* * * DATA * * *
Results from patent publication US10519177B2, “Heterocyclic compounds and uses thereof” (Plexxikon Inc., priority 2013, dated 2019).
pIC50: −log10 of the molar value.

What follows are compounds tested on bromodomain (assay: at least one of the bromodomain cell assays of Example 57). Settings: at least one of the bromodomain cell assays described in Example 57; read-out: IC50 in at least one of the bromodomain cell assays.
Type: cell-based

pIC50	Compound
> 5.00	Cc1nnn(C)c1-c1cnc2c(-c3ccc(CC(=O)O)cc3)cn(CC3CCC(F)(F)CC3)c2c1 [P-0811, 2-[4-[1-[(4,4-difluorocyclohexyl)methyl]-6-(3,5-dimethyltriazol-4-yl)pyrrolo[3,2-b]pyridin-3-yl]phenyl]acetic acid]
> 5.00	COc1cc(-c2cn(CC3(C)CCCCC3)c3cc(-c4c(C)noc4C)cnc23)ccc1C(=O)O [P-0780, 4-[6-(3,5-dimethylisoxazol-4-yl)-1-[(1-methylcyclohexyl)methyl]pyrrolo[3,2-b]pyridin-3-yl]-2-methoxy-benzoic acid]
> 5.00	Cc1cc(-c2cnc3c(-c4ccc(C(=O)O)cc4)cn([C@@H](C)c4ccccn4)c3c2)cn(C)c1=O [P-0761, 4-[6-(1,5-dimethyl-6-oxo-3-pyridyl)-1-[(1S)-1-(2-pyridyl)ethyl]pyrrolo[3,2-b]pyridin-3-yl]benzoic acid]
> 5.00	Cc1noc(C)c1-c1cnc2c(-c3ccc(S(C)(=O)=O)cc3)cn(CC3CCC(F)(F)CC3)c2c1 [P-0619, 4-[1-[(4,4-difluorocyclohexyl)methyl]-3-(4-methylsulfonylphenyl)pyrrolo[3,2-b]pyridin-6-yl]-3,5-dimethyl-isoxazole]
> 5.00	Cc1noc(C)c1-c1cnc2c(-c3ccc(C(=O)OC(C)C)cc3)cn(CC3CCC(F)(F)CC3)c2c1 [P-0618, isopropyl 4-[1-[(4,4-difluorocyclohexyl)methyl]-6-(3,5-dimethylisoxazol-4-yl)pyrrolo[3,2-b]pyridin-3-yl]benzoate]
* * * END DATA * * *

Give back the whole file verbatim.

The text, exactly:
Results from patent publication US10519177B2, “Heterocyclic compounds and uses thereof” (Plexxikon Inc., priority 2013, dated 2019).
pIC50: −log10 of the molar value.

What follows are compounds tested on bromodomain (assay: at least one of the bromodomain cell assays of Example 57). Settings: at least one of the bromodomain cell assays described in Example 57; read-out: IC50 in at least one of the bromodomain cell assays.
Type: cell-based

pIC50	Compound
> 5.00	Cc1nnn(C)c1-c1cnc2c(-c3ccc(CC(=O)O)cc3)cn(CC3CCC(F)(F)CC3)c2c1 [P-0811, 2-[4-[1-[(4,4-difluorocyclohexyl)methyl]-6-(3,5-dimethyltriazol-4-yl)pyrrolo[3,2-b]pyridin-3-yl]phenyl]acetic acid]
> 5.00	COc1cc(-c2cn(CC3(C)CCCCC3)c3cc(-c4c(C)noc4C)cnc23)ccc1C(=O)O [P-0780, 4-[6-(3,5-dimethylisoxazol-4-yl)-1-[(1-methylcyclohexyl)methyl]pyrrolo[3,2-b]pyridin-3-yl]-2-methoxy-benzoic acid]
> 5.00	Cc1cc(-c2cnc3c(-c4ccc(C(=O)O)cc4)cn([C@@H](C)c4ccccn4)c3c2)cn(C)c1=O [P-0761, 4-[6-(1,5-dimethyl-6-oxo-3-pyridyl)-1-[(1S)-1-(2-pyridyl)ethyl]pyrrolo[3,2-b]pyridin-3-yl]benzoic acid]
> 5.00	Cc1noc(C)c1-c1cnc2c(-c3ccc(S(C)(=O)=O)cc3)cn(CC3CCC(F)(F)CC3)c2c1 [P-0619, 4-[1-[(4,4-difluorocyclohexyl)methyl]-3-(4-methylsulfonylphenyl)pyrrolo[3,2-b]pyridin-6-yl]-3,5-dimethyl-isoxazole]
> 5.00	Cc1noc(C)c1-c1cnc2c(-c3ccc(C(=O)OC(C)C)cc3)cn(CC3CCC(F)(F)CC3)c2c1 [P-0618, isopropyl 4-[1-[(4,4-difluorocyclohexyl)methyl]-6-(3,5-dimethylisoxazol-4-yl)pyrrolo[3,2-b]pyridin-3-yl]benzoate]